Faber-Castell activities went back to the eighteenth century, and the company is still known mainly for its work as a producer of pencils, carried out continuously from its origins. But also if pencils production has always been the main activity of the company, it can be put in the list of the main German fountain pen producer thanks to its acquisition of Osmia done in 1935, a trademark that was used up to the beginning of '60s, when the disposable ball point pushed Faber-Castell into production of economical models.
While there are some fountain pens produced before the Osmia acquisition, Faber-Castell quality production is almost identified by this brand. Later production from '60s is quite insignificant, and it was interrupted in 1975 when company underwent a rebuild, erasing this section to concentrate in its pencil core business. But fountain pen production was restarted in recent years, when the interest for this unique writing instrument arise again.
Faber-Castell origins are traced back to 1761 when Kaspar Faber began a production of pencils in Stein, a village located close to Nuremberg. The activity was developed by his son Anton Wilhelm, who created the A. W. Faber company, and then passed to his son. The real architects of the company success, however, was the grandson Lothar von Faber, which took the direction of a declining company and with the invention of modern wooden pencil, remained unchanged to this day, built the success of the A. W. Faber brand.
In the mid of 1800 Faber-Castell was already a large international company, directed by Lothar von Faber with the help of its brothers Johan and Eberhard Faber. Both Eberhard and Johan created their own companies, the first in New York, where he went to direct the U.S. subsidiary of the mother company, who in 1861 founded in Brooklin the Eberhard Faber Pencil Co., always producing pencils, the second in Nuremberg, where in 1879 he founded a personal company, which in 1885 became a family limited partnership, the Johan Faber A. G. With Eberhard Faber's death in 1879 his company passed to his sons and his brother Lothar.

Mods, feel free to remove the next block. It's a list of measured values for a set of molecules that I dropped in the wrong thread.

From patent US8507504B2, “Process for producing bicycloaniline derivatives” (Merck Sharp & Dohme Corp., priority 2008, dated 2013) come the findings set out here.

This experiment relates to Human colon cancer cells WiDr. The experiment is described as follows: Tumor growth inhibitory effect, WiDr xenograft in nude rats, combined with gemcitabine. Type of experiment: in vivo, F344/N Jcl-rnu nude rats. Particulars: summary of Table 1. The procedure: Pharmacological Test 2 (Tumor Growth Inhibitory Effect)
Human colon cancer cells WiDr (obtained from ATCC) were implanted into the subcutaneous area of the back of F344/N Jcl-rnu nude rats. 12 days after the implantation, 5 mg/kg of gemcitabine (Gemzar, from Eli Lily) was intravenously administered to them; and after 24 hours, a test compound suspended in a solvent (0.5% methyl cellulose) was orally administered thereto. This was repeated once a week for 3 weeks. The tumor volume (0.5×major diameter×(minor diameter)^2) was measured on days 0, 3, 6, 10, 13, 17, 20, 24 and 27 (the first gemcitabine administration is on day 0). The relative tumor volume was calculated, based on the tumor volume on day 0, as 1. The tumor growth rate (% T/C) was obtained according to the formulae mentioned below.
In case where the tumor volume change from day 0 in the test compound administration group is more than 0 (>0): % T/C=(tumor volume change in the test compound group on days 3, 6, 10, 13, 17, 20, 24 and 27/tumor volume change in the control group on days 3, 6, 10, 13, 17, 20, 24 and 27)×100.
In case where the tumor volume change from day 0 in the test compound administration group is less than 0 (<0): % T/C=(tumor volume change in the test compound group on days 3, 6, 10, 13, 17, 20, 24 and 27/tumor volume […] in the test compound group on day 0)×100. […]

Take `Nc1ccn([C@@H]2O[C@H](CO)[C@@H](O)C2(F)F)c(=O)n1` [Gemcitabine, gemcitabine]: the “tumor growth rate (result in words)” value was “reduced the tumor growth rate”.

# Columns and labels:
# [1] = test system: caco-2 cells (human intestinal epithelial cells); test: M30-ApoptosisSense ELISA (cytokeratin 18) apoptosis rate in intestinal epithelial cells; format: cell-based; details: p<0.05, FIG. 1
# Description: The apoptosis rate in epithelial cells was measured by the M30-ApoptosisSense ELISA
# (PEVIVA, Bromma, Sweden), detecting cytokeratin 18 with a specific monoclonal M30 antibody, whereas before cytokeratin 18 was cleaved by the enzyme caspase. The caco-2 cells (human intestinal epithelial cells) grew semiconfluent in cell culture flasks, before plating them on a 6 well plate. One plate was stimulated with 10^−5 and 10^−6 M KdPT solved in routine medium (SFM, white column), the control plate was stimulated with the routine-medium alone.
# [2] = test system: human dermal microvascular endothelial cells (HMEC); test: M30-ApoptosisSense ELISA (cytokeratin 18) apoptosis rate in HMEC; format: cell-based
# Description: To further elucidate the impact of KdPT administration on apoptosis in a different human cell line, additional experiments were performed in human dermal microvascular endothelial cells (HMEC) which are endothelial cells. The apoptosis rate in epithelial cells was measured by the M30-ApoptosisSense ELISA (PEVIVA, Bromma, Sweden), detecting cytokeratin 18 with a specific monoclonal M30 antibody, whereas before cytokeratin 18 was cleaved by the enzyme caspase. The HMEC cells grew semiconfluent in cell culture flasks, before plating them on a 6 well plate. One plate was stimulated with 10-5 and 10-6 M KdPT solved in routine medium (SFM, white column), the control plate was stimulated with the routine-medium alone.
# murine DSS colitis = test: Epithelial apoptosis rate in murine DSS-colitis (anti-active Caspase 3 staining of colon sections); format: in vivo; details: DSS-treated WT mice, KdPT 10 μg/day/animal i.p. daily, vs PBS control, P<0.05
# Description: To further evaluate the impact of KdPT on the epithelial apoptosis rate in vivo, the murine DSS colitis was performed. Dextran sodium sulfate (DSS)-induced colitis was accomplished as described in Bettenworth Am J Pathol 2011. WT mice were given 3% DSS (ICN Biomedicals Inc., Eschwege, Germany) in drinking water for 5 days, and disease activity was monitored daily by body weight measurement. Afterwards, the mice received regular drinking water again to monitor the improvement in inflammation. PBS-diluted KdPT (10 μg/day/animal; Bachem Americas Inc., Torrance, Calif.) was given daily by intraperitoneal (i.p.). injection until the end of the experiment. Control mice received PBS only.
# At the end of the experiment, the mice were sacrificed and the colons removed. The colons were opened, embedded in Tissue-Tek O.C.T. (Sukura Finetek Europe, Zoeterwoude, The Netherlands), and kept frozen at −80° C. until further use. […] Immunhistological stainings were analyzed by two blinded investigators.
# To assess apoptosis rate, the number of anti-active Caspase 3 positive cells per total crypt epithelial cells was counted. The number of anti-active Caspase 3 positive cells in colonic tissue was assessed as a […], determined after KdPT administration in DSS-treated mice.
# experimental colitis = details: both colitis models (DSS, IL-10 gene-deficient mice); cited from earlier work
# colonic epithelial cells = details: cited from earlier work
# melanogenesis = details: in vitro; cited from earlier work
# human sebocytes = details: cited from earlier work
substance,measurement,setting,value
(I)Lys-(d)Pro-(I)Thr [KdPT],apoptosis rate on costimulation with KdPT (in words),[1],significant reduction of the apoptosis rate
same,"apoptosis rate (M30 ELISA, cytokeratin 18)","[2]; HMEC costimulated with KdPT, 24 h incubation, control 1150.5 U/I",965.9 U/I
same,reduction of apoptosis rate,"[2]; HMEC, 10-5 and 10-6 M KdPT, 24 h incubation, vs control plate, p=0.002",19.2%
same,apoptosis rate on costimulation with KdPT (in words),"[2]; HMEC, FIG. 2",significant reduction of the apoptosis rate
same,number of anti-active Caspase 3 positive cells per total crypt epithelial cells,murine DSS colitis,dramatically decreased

Johan Faber started also a production of fountain pens around the '20s; they were mainly safety hard rubber pens but a button filler was also produced; also some metal models were produced. The company logo consisted of two crossed hammers, and on the hard rubber models caps was imprinted the name Johan Faber, also reported on the clip. In the late '20s a piston filler series was produced, with rounded ends and up to four band on the cap.
The main branch of the company remained under Lothar Faber direction until his death, after that his wife took over the management and then, in 1898, the count Alexander zu Castell, who had married his niece. He renamed the company using the name under which its is still known today, transforming it into the A. W. Faber-Castell. The production, however, remained focused on pencils, and the first fountain pen, a hard rubber safety pen, is traced back to 1908. The pen was imprinted with the words A. W. Faber-Castell and given the similarity of its filling mechanism, is quite probable that it had been produced by Kaweco on commission.
After the death of Alexander Castell in 1929 the company became a family limited partnership. His son Roland obtained between 1931 and 1932 the reunification between the A. W. Faber-Castell and the Johan Faber A. G., giving life to the actual Faber-Castell. In 1935 Faber-Castell began to buy shares of the Osmia A. G., that at that time was between the major German fountain pen producers, taking control over the company in order to have a strong starting point in pens manufacturing.